Resin Shipyard 1/350 HMCS Haida Build Review
By Michael Taylor
|Date of Review||February 2008||Manufacturer||Resin Shipyard|
|Kit Number||C01||Primary Media||Resin and Photo-Etch|
|Pros||Interesting subject||Cons||Breakdown of main hull and upper structure castings|
|Skill Level||Intermediate||MSRP (CDN)||$170.00|
The British realized in the 1930’s a better destroyer design was required to maintain parity with other nations, a ship with better armament, speed and longer range. The Tribals were designed to meet all of those needs and were certainly a welcome addition to the fleet. HMCS Haida was one of 27 Tribals built, the forth for Canada, and commissioned August 30, 1943. Haida’s name comes from a very distinctive and powerful maritime native people of British Columbia, Canada. Her long and distinguished career, covering two wars and a reconfiguration, are noteworthy. Haida was known as the “Fightingest Ship in the RCN”, sinking 14 enemy ships and serving two tours of duty in Korea.
The kit represents Haida in her 1956 configuration, including alterations that were carried out in 1949-1952. The year of completion was also the middle of the Korean war and once again Haida was called to duty. Sailing South from Halifax, through the Panama Canal and on to Yokosuka, Japan via Hawaii. This was the first time Haida had sailed the Pacific. On June 8 Haida was relieved and it was back home for a refit in Halifax, Nova Scotia. In the fall of 1953 Haida was once again heading back to Korea for her second tour, this time the beginning of the armistice. The final years were spent exercising off Bermuda, in the Caribbean, across the Atlantic and port visits in between, making her final cruise in the Great Lakes during the summer of 1963.
HMCS Haida paid off in October 1963 and moved to Toronto, Ontario where she was turned into a museum. Parks Canada acquired Haida in 2002 and before the ship was moved to the city of Hamilton, Ontario, $5 million in repairs were carried out on her hull. Haida is presently part of the Canada maritime Discovery Center, Hamilton, Ontario, Canada.
Resin Shipyards first 1/350 ship kit is very well done. After some teething problems for the new company the ship arrived in a very sturdy box with the smaller parts packed in small clear plastic flip top cases and the hull wrapped in bubble wrap. I requested a waterline cast and Darren will do this for anyone that asks.
The resin in cast in a light tan color and all moldings were flawless with a bare minimum of tissue paper thin flash. The instructions are colorful and easy to read (even for those that may have to take their glasses off). The star of the kit though is the photo etched parts. Very comprehensive and relief etched. There are some gimmicks thought that I’ll touch on later. Decal and marking/painting options are for Haida in either 1953 or 1956 with pendant numbers available for her sisters.
Even with the complexity of the PE assembly is straight forward, however the assembly sequence should be carefully considered before you begin. Many details for the bulkheads and decks are not dealt with ‘till well into the instructions. In my opinion bulkhead and deck details should be completed first before the assembly of the mainmast, lifeboat davits and the like. I like to work from the inside out and from bottom to top.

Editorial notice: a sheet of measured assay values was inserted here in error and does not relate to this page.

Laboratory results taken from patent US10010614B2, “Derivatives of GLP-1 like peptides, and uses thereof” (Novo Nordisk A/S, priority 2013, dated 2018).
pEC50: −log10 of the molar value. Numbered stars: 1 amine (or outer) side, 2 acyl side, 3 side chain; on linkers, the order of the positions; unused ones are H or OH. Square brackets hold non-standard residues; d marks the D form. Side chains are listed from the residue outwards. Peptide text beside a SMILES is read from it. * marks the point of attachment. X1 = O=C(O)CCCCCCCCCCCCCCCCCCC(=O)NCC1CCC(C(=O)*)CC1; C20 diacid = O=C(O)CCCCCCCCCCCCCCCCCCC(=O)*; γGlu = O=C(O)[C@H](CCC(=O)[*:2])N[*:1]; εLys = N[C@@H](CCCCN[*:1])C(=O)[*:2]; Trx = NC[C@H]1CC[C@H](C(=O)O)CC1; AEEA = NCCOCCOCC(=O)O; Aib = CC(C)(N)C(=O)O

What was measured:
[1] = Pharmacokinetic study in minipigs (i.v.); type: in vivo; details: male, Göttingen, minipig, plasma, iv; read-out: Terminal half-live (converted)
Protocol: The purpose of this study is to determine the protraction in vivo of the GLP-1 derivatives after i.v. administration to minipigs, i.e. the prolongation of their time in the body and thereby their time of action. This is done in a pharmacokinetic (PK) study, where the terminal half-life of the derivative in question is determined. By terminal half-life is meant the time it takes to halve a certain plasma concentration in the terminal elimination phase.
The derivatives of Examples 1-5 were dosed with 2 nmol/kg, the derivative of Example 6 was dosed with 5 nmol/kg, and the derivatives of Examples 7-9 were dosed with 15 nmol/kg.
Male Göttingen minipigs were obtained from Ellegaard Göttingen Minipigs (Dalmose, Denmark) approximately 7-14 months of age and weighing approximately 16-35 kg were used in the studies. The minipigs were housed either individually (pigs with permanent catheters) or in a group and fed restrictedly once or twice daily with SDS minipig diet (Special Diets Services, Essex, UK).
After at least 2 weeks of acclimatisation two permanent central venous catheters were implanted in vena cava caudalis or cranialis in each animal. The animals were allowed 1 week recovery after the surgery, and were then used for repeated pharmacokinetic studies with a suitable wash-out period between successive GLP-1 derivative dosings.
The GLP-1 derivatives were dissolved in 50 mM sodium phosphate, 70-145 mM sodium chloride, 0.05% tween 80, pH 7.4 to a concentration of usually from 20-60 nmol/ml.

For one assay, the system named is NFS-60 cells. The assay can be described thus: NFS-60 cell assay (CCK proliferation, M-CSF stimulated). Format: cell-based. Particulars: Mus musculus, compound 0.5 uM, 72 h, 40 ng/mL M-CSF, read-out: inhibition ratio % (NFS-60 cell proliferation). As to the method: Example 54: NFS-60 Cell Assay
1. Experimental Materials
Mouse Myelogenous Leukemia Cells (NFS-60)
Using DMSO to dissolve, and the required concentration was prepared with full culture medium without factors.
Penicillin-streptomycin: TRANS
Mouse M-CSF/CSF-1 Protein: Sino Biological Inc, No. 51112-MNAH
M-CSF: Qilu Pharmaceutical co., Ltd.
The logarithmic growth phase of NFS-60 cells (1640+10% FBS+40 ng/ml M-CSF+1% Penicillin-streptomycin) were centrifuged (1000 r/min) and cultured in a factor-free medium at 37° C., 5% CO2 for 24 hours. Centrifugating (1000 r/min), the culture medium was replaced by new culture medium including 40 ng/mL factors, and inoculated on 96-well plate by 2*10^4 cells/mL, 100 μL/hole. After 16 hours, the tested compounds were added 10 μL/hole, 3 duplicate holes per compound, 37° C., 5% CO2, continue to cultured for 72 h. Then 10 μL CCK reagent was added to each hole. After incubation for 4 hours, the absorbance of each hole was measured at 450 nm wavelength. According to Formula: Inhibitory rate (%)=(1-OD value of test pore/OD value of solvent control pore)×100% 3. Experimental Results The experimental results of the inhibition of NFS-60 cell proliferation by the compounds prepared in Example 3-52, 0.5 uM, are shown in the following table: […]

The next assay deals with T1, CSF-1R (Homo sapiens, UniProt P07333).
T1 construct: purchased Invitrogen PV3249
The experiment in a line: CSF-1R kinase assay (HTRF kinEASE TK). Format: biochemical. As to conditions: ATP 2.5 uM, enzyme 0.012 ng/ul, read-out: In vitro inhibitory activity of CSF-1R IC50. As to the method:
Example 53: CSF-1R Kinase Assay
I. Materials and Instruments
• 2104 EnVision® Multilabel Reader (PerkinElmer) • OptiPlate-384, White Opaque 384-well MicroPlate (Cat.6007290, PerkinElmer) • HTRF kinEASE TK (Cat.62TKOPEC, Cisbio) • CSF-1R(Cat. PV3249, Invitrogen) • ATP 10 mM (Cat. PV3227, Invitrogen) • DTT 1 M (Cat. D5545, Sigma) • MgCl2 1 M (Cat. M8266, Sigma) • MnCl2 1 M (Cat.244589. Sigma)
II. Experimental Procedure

Several pieces of photo etch are for platforms either on the mast or jutting from a deck. In the spirit of innovation perhaps the supports for these are part of the piece and need to be both twisted and bent underneath top replicate the support system. In my opinion it just doesn’t work. When you twist metal toy get a “rotini” effect that creates a “knuckle” where the part was bent and twisted under. Even though it means more itty bitty parts separate supports are the way to go.
My one pet peeve with this and many other resin kits is why do they mold a deck section with a structure setting on it to be sanded down and placed atop a lower structure level. Take the gun deck on this kit as an example. The one piece gun deck and main bridge piece sets atop the 01 level. As it was cast the bottom of the deck needs to be sanded to thickness then attached to the 01 level. Why don’t these manufacturers mold the deck into the top of the 01 level? Yes I know often there are overhangs that can’t be pulled in molded in this way but can’t any overhangs be cast as separate pieces? This would eliminate trying to sand the bottom of the deck perfectly flat. Sometimes there may be very nicely molded splintershielding or gun tubs on top of the deck that will inevitably get damaged while you’re trying to sand the bottom of the deck flat.
When you’re finished you have to hope the thickness is correct so any photo etched ladders, stairs, or supports fit and you have a seam all around the lower superstructures top. Molding the decks to the lower superstructures tops would make for a cleaner build-in my opinion. Like I said this is just a nit pick on my part and effects the overall quality of this kit very little.
Resin Shipyard’s Haida is available from the manufacturer for $170 Canadian. http://www.resinshipyard.com/